“It will be far harder to dismiss the deeply resonant and persistent demand for reparations in the wake of this remarkable collection of interdisciplinary research and historical documentation. This monumental work is ideal for teaching how history and policy intersect.” — David Roediger, Kendrick C. Babcock Professor of History, University of Illinois at Urbana-Champaign


Buy


Availability: In stock
Price: $37.95

Open Access

Spring 2019 sale
Author/Editor Bios Back to Top

Michael T. Martin is Professor of African American and African Diaspora Studies and Director of the Black Film Center/Archive at Indiana University. He is the editor of New Latin American Cinema and Cinemas of the Black Diaspora and a coeditor of Studies of Development and Change in the Modern World.

Marilyn Yaquinto is Assistant Professor of Communication at Truman State University. She is the author of Pump ‘Em Full of Lead: A Look at Gangsters on Film and a former journalist with the Los Angeles Times.

Table of Contents Back to Top
Preface xiii

Acknowledgments xix

On Redress for Racial Injustice / Michael T. Martin and Marilyn Yaquinto 1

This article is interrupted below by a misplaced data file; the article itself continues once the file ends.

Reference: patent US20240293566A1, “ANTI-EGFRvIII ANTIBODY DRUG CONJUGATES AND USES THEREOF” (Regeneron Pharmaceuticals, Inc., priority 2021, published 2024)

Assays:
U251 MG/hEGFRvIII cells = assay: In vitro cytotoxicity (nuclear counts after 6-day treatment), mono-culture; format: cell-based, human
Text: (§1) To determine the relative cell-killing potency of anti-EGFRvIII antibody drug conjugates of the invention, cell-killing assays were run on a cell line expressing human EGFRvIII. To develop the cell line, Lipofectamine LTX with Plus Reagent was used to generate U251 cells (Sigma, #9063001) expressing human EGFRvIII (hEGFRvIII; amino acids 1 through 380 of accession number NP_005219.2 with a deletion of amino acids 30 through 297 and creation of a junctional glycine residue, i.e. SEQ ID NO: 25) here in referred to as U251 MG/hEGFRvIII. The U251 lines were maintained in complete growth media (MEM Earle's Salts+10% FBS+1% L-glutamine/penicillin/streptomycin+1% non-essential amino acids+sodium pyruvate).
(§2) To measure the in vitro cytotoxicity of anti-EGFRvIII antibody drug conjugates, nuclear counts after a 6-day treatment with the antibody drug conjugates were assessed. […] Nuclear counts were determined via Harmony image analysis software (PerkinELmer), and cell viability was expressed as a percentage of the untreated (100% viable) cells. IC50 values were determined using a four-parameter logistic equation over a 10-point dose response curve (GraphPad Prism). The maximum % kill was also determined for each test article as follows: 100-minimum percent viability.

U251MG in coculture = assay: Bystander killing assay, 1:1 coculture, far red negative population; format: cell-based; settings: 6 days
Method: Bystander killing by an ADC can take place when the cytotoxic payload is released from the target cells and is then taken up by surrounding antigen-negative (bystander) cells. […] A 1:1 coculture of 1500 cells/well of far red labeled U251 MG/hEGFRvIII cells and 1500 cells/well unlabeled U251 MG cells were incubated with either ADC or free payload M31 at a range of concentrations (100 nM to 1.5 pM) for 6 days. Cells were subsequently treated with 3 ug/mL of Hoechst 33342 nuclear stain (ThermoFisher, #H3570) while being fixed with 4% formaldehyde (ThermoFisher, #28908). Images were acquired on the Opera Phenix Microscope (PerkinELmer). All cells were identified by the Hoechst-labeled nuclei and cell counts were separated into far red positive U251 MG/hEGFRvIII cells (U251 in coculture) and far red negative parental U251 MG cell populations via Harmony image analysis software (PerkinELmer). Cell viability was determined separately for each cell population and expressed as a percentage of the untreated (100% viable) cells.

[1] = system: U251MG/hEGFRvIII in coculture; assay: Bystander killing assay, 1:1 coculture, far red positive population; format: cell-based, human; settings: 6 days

Part 1. Racial Inequality and White Privilege

Racial Injustices in U.S. History and Their Legacy / David Lyons 33

Race Preferences and Race Privileges / Michael K. Brown, Martin Carnoy, Elliott Currie, Troy Duster, David B. Oppenheimer, Marjorie M. Shultz, and David Wellman 55

A Sociology of Wealth and Racial Inequality / Melvin L. Oliver and Thomas M. Shapiro 91

Part 2. Law, Citizenship, and the State

The Case for Reparations / Robert Fullinwider 121

Toward a Theory of Racial Reparations / James Bolner 134

The Constitutionality of Black Reparations / Boris L. Bittker and Roy L. Brooks 143

The Theory of Restitution: The African American Case / Richard America 160

Reparations to African Americans? / J. Angelo Corlett 170